Japanese smartphone and tablet gamers spend a disproportionate amount of money on mobile games compared to the much larger mobile markets of North America and China, according to a new report from EEDAR – a video gaming analytics consultancy. This is despite the fact that the Japanese mobile gaming population is just a third of that of North America and a mere eighth of the Chinese gaming population.
The idea that the Japanese are avid portable/mobile gamers isn’t really a new one. A feature of life in Tokyo, Osaka, and other major city centers are the long train and bus commutes, after all, so the Japanese public tend to find themselves with a lot of time to kill between destinations. In fact, so-called “feature phones,” which were available exclusively in Japan for a decade or so before smartphones steamrolled the older devices, were hosting remarkably complex mobile games long before touchscreen controls and “free-to-play” were the industry standards, so Japanese mobile phone users have been accustomed to on-the-go gaming for decades. But we never realized just how badly the mobile gaming phenomenon was damaging Japanese bank accounts until now.
Perhaps it’s a little telling of Japan’s mobile gaming culture that a game costing “real money to progress” was cited as the fifth most common reason for giving up on or avoiding a game, as opposed to the same reason being listed as the second or third most common in North America and China. On the whole, Japanese mobile gamers seem surprisingly okay with the idea of investing real-world money into their favorite games, even as the “free-to-play” model is widely loathed and derided in the West.
EEDAR’s report concludes that the average Japanese mobile game player (this includes everyone from very casual players to super hardcore gamers) will spend about US$24 per month on mobile games, while the average North American player will spend a comparatively piddling US$6 or so – although the report does mention that a little over half of all players spend no money at all on free-to-play games across all regions.
The EEDAR report doesn’t – and probably can’t, given its numbers-based approach – really get into the exact cultural reasons for the disparity, but being the Japan experts we are, we’d like to posit that it may have something to do with Japan’s die-hard “fan culture.” Overall, when Japanese fans decide they like a certain game, anime, manga, TV show, or what have you, they tend to really, really get into it. If a Japanese anime geek is perfectly willing to drop hundreds of dollars on the latest figurine from their favorite show, it stands to reason that Japanese mobile gamers view dropping a couple bucks once in a while on their preferred games to be a worthwhile investment.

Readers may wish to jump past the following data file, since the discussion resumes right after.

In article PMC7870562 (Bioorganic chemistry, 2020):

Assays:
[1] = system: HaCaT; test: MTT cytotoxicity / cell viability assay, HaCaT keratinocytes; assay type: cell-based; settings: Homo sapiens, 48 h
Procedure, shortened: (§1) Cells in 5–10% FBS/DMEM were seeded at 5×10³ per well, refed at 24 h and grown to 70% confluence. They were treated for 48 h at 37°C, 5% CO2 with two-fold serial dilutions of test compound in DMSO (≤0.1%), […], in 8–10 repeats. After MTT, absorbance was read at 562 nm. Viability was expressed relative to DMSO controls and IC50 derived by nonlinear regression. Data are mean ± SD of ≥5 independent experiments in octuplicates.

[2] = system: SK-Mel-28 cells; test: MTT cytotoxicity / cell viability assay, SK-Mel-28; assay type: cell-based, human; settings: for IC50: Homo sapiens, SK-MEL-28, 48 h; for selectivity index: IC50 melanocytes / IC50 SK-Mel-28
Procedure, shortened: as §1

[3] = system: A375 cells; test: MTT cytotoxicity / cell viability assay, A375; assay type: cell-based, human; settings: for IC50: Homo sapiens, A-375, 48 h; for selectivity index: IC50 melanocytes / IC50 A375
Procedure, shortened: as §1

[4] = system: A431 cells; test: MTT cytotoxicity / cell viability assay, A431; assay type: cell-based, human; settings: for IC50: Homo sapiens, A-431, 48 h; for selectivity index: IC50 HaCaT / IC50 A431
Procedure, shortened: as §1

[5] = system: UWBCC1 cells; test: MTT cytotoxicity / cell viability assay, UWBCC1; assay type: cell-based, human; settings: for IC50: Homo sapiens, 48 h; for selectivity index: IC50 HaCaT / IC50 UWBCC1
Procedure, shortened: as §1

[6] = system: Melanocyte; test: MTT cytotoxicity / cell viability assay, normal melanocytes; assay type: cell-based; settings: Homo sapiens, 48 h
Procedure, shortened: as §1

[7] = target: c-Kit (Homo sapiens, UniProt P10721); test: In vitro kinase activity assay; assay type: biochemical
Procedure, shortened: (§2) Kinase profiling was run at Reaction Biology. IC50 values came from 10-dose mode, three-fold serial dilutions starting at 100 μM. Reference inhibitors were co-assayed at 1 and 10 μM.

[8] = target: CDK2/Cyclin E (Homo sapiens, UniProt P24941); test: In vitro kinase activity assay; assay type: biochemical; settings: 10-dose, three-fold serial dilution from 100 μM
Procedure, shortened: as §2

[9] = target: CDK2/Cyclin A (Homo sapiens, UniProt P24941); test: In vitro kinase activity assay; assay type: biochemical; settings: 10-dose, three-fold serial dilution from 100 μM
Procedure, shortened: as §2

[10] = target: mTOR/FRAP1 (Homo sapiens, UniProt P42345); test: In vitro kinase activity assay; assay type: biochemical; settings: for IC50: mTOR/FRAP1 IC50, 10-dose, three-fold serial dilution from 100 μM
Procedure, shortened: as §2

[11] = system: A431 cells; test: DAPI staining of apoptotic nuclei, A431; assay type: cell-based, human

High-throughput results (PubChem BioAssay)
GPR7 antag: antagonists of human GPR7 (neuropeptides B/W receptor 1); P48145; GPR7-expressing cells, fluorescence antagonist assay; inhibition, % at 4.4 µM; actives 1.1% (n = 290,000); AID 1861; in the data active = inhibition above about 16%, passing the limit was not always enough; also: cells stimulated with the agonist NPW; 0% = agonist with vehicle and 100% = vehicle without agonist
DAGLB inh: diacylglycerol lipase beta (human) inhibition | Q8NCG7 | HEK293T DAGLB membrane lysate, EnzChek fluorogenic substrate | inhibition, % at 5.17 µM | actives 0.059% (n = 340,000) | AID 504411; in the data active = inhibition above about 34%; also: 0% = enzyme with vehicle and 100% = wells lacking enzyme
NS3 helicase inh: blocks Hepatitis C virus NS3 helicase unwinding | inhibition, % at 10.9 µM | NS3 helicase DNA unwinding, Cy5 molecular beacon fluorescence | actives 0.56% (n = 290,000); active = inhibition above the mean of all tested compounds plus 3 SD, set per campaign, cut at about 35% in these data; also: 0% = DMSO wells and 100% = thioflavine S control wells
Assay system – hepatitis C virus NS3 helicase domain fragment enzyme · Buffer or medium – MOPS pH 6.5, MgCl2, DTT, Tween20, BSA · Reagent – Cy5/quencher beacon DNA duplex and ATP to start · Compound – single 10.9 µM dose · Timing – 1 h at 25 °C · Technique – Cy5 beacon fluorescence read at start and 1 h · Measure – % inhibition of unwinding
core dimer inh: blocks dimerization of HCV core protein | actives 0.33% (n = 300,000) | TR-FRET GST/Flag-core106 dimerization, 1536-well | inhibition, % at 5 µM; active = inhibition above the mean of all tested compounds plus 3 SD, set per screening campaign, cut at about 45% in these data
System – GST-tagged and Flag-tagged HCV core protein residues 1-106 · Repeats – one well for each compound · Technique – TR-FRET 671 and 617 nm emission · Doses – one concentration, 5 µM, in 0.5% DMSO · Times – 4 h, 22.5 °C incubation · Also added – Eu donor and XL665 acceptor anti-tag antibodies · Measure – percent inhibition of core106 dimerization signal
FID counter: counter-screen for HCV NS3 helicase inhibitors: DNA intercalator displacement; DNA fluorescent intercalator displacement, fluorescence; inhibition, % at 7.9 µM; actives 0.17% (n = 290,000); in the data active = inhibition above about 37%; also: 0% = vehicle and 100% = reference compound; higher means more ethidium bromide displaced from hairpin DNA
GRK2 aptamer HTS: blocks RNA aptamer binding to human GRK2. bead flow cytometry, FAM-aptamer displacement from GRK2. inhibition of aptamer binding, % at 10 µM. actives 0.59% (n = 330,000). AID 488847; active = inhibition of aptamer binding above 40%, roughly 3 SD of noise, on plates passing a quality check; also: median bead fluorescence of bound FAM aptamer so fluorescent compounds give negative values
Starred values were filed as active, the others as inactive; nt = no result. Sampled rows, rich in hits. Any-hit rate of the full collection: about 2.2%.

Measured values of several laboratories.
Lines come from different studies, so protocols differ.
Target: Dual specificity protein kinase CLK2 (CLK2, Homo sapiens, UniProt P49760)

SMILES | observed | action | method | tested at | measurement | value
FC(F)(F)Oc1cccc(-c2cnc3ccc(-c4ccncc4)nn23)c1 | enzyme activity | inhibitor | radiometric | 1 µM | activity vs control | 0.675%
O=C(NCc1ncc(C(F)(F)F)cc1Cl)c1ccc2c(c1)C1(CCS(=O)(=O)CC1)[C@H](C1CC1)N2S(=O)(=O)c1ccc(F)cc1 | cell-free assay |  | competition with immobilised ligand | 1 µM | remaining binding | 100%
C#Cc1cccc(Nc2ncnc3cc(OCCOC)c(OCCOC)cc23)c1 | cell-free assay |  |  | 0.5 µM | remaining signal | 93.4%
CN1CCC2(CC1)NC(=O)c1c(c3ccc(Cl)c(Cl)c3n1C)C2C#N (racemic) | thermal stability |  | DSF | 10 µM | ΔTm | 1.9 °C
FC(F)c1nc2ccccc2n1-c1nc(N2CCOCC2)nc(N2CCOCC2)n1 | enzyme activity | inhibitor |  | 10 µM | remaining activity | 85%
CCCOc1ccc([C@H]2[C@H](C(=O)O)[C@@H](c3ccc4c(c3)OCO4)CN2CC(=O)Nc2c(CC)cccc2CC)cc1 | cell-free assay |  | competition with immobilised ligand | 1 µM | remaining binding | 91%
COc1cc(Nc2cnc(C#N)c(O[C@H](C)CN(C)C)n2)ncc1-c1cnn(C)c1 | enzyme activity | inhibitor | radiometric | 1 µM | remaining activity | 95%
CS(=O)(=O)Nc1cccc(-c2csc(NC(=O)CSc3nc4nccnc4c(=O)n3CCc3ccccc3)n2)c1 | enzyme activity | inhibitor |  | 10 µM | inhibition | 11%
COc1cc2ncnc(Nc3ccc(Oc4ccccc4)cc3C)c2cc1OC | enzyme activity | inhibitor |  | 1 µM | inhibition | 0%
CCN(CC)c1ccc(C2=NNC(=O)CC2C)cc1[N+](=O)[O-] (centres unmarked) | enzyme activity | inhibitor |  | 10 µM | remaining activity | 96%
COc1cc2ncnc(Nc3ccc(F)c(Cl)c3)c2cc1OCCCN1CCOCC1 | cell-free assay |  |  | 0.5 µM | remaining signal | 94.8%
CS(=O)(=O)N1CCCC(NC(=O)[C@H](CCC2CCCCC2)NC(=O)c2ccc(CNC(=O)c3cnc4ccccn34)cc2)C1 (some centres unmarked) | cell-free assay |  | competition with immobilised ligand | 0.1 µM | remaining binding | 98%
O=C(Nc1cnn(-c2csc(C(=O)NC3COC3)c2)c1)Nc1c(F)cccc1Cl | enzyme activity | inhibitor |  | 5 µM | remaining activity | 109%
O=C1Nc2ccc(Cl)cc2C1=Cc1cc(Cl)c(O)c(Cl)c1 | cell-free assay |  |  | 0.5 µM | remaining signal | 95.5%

There are all kinds of other interesting tidbits packed into the EEDAR analysis (those particularly interested can download their own copy here, but be aware you’re probably opting into a mailing list), like the fact that RPG games are the second most popular among Japanese players – behind only puzzlers – while RPG-style games barely even make the list of top genres for North Americans. Additionally, North America differs from every other region analyzed as the only place in which female mobile game players are actually the slight majority, accounting for about 55% of players in the region. Japanese gamers are primarily male, although it’s a close race with men making up about 58% of the total player base.
The analysis certainly explains why several of the most lucrative video games ever made come from Japanese companies, and why these games are making such a killing despite almost non-existent market presence in western regions (think Puzzle & Dragons, etc.). In fact, Japanese players have been so willing to practically hand their entire paychecks over to these game developers that the Japanese government stepped in a few years ago and put an end to some of the industry’s more predatory practices.
Regardless, it certainly looks like Japan’s appetite for mobile gaming will only increase from here, since several of the top Japanese developers reported record sales in 2015.